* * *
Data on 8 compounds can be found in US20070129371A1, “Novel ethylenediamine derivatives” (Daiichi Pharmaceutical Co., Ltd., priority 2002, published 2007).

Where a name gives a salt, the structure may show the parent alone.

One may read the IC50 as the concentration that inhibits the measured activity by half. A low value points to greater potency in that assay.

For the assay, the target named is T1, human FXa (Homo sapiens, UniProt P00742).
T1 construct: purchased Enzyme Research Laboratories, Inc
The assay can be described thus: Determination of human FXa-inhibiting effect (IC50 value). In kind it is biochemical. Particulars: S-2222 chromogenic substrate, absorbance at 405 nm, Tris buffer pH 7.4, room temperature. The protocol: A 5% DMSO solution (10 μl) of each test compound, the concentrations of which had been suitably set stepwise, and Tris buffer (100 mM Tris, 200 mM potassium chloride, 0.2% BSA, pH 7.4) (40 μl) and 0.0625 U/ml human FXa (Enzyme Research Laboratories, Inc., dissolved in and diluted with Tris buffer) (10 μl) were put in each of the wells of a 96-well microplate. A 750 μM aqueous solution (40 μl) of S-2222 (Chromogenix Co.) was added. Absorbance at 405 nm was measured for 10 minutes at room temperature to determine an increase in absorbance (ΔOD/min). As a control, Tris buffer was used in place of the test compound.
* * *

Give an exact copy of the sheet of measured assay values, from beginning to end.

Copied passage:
Data on 8 compounds can be found in US20070129371A1, “Novel ethylenediamine derivatives” (Daiichi Pharmaceutical Co., Ltd., priority 2002, published 2007).

Where a name gives a salt, the structure may show the parent alone.

One may read the IC50 as the concentration that inhibits the measured activity by half. A low value points to greater potency in that assay.

For the assay, the target named is T1, human FXa (Homo sapiens, UniProt P00742).
T1 construct: purchased Enzyme Research Laboratories, Inc
The assay can be described thus: Determination of human FXa-inhibiting effect (IC50 value). In kind it is biochemical. Particulars: S-2222 chromogenic substrate, absorbance at 405 nm, Tris buffer pH 7.4, room temperature. The protocol: A 5% DMSO solution (10 μl) of each test compound, the concentrations of which had been suitably set stepwise, and Tris buffer (100 mM Tris, 200 mM potassium chloride, 0.2% BSA, pH 7.4) (40 μl) and 0.0625 U/ml human FXa (Enzyme Research Laboratories, Inc., dissolved in and diluted with Tris buffer) (10 μl) were put in each of the wells of a 96-well microplate. A 750 μM aqueous solution (40 μl) of S-2222 (Chromogenix Co.) was added. Absorbance at 405 nm was measured for 10 minutes at room temperature to determine an increase in absorbance (ΔOD/min). As a control, Tris buffer was used in place of the test compound.